In the interest of full disclosure, I am not a Justin Trudeau fan and while most of my personal politics are progressive, I am not a card-carrying member of any political party (I still have no idea what Trudeau’s stance on most policies are, outside of supporting legalized marijuana). I haven’t voted for any of Canada’s “Big 3” parties, either federally or provincially, for the past ten years, preferring independent candidates instead. I steadfastly believe that a free press is a healthy democracy’s immune system against tyranny, meaning I disagree with Trudeau on principle alone. And I’ll also contend that the Sun newspapers, which operate daily tabloids in Ottawa, Toronto and other major markets across Canada, are vastly different from Sun Media’s televised arm; the Sun News channel seems little more then far-right, big business loving, anti-labor, anti-environment, anti-immigrant propaganda that quite frankly gives Conservatives a bad name (which is probably why their ratings are so anemic). It also bears mentioning that the people denouncing Trudeau for his decision to shun Sun Media were in full support of Prime Minister Stephen Harper and Toronto Mayor Rob Ford when they decided to be very selective about which press they spoke to, usually favouring Conservative leaning outlets (in Ford’s case, there was a brief period when he would only speak to the Toronto Sun).

This isn’t the first time Levant has been in trouble or that Sun Media has had to apologize for his overzealous mouth and defective brain. Last year he was forced to apologize to Romanian Canadians for racist remarks he made about them on air. Levant’s apology came six months after the offensive remark, only after his arm had been twisted by a team of Sun Media lawyers (a CRTC hearing on their application for mandatory carriage was looming) and his pseudo-apology was about as genuine as the proverbial three dollar bill. The fact of the matter is Levant is a grade A, class one ass hole. Sun TV tries hard to be Canada’s version of Fox News and Levant works his little heart out to be the Great White North’s Bill O’Reilly or Glenn Beck, not realizing that Canadians, for the most part, don’t have the same appetite for hate and fear mongering as Americans.

Both Levant and Sun Media TV are usually beneath comment. The controversial little news channel averages 7900 viewers despite reaching over 5.1 million Canadian homes. And while they’re constantly preaching that free markets are infallible, they begged the CRTC for mandatory coverage in 2013, meaning they’d be included in most Canadian providers basic cable packages (at an additional cost to the consumer). In August of last year, the CRTC rejected Sun Media’s application as it continues to move closer and closer to a pick and pay format for Canadian cable subscribers.   Sun Media, launched by Quebecor in 2011, loses around 17 million dollars a year and admits it can’t sell advertising. Despite constant railing against CBC’s billion-dollar annual subsidy (an argument I’ll admit has some merits), Sun Media has hypocritically collected millions in government subsidies (some claiming as much as 500 million, though I’m a tad suspicious of that stratospheric figure). Even videos of Levant bashing Trudeau (and just about everything else) receive almost no views on YouTube, the only exceeding 1000 hits is the one where he’s being grilled by the Human Rights Commission. To sum up, despite having the promotional support of dozens of newspapers across Canada, in both French and English, Sun Media’s News channel is failing. And that’s the point.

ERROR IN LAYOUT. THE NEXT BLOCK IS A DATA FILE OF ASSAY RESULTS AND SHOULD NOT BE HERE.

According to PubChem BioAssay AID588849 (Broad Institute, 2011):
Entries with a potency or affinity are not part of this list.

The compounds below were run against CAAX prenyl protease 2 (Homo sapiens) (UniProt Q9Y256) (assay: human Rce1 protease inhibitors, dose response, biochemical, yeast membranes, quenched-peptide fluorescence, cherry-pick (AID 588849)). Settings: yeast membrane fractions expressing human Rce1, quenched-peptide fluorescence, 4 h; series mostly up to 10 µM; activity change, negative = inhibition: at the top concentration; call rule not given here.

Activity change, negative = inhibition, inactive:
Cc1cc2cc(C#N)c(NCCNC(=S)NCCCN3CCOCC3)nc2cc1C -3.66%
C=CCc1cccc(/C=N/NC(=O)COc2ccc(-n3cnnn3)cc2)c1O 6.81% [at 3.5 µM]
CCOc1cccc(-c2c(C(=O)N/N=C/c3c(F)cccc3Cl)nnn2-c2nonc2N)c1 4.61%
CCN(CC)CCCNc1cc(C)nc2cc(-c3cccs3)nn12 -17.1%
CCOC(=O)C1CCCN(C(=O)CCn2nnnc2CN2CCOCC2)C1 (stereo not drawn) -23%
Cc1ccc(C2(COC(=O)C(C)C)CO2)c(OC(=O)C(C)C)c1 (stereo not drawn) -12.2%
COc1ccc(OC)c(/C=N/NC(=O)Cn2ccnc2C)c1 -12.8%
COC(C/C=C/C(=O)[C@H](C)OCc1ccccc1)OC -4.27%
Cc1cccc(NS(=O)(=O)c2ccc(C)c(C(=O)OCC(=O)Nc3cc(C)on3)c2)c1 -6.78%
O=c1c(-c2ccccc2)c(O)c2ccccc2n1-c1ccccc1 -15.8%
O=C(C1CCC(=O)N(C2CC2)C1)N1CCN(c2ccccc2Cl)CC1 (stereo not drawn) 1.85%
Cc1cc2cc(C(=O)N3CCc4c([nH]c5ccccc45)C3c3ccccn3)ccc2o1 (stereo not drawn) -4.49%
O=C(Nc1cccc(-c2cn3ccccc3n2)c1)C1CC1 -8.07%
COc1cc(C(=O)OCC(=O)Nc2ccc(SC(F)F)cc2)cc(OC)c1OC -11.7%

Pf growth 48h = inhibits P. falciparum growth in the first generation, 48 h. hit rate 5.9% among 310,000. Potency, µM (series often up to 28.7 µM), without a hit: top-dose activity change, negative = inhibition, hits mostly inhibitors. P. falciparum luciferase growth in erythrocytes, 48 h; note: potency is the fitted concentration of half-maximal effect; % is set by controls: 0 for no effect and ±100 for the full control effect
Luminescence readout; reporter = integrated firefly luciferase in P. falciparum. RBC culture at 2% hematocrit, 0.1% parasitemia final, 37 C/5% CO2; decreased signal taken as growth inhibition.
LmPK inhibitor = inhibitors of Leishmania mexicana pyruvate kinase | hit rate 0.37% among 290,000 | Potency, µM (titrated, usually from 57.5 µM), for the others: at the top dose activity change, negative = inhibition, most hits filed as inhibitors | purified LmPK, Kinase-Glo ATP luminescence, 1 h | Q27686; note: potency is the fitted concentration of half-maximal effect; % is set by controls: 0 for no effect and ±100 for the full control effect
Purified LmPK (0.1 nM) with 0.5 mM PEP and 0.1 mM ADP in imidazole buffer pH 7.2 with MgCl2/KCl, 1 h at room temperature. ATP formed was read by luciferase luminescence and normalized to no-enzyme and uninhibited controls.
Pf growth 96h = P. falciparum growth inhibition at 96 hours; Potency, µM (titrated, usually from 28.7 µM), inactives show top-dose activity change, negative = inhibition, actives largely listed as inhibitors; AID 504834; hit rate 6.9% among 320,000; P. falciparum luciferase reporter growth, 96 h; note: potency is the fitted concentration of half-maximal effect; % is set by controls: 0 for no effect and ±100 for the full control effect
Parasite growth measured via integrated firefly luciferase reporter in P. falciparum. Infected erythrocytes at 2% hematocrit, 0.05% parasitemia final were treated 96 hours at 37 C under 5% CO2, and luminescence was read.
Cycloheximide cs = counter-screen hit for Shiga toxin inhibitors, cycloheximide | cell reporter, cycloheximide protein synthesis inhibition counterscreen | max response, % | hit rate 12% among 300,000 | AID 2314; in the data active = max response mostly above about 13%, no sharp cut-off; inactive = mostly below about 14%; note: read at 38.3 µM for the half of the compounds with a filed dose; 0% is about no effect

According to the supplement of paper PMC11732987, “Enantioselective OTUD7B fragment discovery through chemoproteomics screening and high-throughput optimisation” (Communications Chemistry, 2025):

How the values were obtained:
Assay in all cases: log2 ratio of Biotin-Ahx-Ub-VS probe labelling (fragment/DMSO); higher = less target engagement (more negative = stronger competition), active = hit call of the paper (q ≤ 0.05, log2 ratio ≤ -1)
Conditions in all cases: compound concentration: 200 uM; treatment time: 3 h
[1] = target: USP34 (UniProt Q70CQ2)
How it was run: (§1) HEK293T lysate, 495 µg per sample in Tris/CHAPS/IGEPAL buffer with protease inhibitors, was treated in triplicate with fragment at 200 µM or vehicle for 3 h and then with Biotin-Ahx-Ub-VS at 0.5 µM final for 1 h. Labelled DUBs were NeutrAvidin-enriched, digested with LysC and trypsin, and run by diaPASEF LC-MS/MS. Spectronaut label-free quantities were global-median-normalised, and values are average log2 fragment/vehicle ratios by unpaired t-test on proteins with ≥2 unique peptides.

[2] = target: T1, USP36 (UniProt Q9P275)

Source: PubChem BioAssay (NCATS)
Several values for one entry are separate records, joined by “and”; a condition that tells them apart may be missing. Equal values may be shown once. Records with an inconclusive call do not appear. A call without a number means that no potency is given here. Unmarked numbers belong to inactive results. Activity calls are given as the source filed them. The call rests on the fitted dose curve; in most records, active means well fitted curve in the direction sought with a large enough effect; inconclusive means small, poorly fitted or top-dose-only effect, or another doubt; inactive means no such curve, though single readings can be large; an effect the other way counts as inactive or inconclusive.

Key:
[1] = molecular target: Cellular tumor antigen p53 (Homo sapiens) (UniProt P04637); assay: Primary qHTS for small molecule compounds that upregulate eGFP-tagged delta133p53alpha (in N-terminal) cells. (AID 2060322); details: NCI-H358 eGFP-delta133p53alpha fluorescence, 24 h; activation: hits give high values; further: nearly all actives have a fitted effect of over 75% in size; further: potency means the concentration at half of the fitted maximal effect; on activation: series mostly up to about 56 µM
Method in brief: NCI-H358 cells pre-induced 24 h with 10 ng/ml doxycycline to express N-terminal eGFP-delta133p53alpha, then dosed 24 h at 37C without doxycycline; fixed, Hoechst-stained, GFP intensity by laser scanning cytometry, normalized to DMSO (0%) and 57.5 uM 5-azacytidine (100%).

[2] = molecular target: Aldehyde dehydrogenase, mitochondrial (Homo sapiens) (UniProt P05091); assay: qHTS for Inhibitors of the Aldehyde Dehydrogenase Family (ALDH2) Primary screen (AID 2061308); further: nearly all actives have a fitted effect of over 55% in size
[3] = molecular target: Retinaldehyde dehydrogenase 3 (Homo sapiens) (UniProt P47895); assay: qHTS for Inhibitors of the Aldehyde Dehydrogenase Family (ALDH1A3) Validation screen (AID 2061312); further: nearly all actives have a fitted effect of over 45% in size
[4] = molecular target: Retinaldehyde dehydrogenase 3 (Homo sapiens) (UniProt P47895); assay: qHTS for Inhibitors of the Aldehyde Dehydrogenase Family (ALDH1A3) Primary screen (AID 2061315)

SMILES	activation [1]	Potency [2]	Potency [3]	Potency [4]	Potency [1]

The reason Trudeau (or anyone else for that matter) is wrong to boycott Sun Media is because it gives the dying network exactly what it desperately needs; publicity. Levant is a spoiled little child throwing a temper tantrum, hoping and praying it gets him a few more precious viewers in a country that is largely ignoring him and his employers. A few days ago most Canadians had no idea who Ezra Levant was, or that Sun Media had a news channel (reflected by their toilet dwelling ratings). But now that’s changed. Sun Media’s fan base is eating it up and the company has labeled Levant and “editorialist” instead of an actual journalist, and that he doesn’t reflect the diverse collection of individuals working under the Sun Media banner (though until yesterdays online exclusive apology, no one at Sun Media called Levant out or said his tantrum crossed the line). No, if I were Trudeau, I would have handled it a bit differently. I’d have come out swinging, mentioning the times Levant found himself under the scrutiny of the CRTC for his racism. I’d point out that Sun Media and Levant are watched by just about no one, pointing out that the channel was bleeding money as a result. I would have brought up the fact that while Sun Media likes to claim that it reaches millions of people a day (a bogus number; the combined daily circulation of their seven biggest newspapers is around 650,000 and as we’ve seen, there is a severe scarcity of eyeballs seeking out their television channel), what they don’t like to talk about is that their newspaper readership is slowly eroding and ad revenue continues to drop year after year. I’d wonder (out loud of course) how much of their declining circulation depends on the bikini clad “Sunshine Girl” in the Sports section or the ads for “Adult” services in their classifieds despite the fact that so many of Sun Media’s talking heads like to champion family values.   I’d ask Ezra directly what it was like working for the country’s biggest separatist.

Then I’d challenge him to a fight.

A charity match where proceeds go to the cause of the victor’s choice, similar to the boxing match Trudeau had-and won-against former Conservative Senator, current strip club day manager and future inmate Patrick Brazeau in 2012. I’d even offer Sun Media TV the exclusive broadcast rights for the match (they aired his bout with Brazeau) which would easily be the highest rated program in the failing little channels’ brief history. And then I’d sit back and quietly let those around me mock Levant’s inevitable cowardice (if there’s one thing I can smell, it’s cowardice and Ezra reeks of it, even through a TV screen). In essence, I would deny Levant and Sun Media the attention they so desperately need and crave and serve them up a healthy dose of humiliation, because if you can’t finish what you start, you deserve nothing else.

Shayne Kempton